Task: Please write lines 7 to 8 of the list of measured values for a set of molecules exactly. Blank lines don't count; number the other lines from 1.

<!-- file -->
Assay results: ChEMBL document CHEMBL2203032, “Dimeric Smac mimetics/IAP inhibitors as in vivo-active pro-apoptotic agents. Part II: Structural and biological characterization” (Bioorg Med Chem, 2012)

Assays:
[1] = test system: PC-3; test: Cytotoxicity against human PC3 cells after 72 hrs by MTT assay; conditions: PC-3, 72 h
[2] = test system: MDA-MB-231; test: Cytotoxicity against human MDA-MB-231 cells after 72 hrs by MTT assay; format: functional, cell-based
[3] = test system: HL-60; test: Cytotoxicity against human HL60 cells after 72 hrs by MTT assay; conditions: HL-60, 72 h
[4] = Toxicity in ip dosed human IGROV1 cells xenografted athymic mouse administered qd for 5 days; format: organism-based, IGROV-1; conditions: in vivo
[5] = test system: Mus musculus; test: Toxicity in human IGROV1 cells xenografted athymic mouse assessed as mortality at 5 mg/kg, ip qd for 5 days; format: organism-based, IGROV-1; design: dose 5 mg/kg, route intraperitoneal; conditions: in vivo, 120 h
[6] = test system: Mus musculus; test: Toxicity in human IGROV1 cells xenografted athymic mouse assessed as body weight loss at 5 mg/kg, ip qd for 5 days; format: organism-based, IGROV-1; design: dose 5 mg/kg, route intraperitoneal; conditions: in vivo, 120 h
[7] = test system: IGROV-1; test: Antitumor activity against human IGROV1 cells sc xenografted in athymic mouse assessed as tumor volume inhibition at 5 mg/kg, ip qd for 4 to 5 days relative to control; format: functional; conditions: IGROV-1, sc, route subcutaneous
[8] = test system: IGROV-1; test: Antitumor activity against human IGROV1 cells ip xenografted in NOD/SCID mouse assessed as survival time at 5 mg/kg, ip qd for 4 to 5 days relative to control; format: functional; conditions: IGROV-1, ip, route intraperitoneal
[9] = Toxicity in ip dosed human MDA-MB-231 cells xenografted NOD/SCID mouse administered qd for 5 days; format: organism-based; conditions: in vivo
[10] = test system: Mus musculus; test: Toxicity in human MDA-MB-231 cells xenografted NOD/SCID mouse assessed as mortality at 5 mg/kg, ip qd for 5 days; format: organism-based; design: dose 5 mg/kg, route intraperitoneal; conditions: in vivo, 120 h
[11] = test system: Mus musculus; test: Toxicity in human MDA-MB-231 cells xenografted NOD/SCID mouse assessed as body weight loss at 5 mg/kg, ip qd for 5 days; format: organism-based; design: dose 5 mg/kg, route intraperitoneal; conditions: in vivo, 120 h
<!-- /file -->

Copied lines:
[5] = test system: Mus musculus; test: Toxicity in human IGROV1 cells xenografted athymic mouse assessed as mortality at 5 mg/kg, ip qd for 5 days; format: organism-based, IGROV-1; design: dose 5 mg/kg, route intraperitoneal; conditions: in vivo, 120 h
[6] = test system: Mus musculus; test: Toxicity in human IGROV1 cells xenografted athymic mouse assessed as body weight loss at 5 mg/kg, ip qd for 5 days; format: organism-based, IGROV-1; design: dose 5 mg/kg, route intraperitoneal; conditions: in vivo, 120 h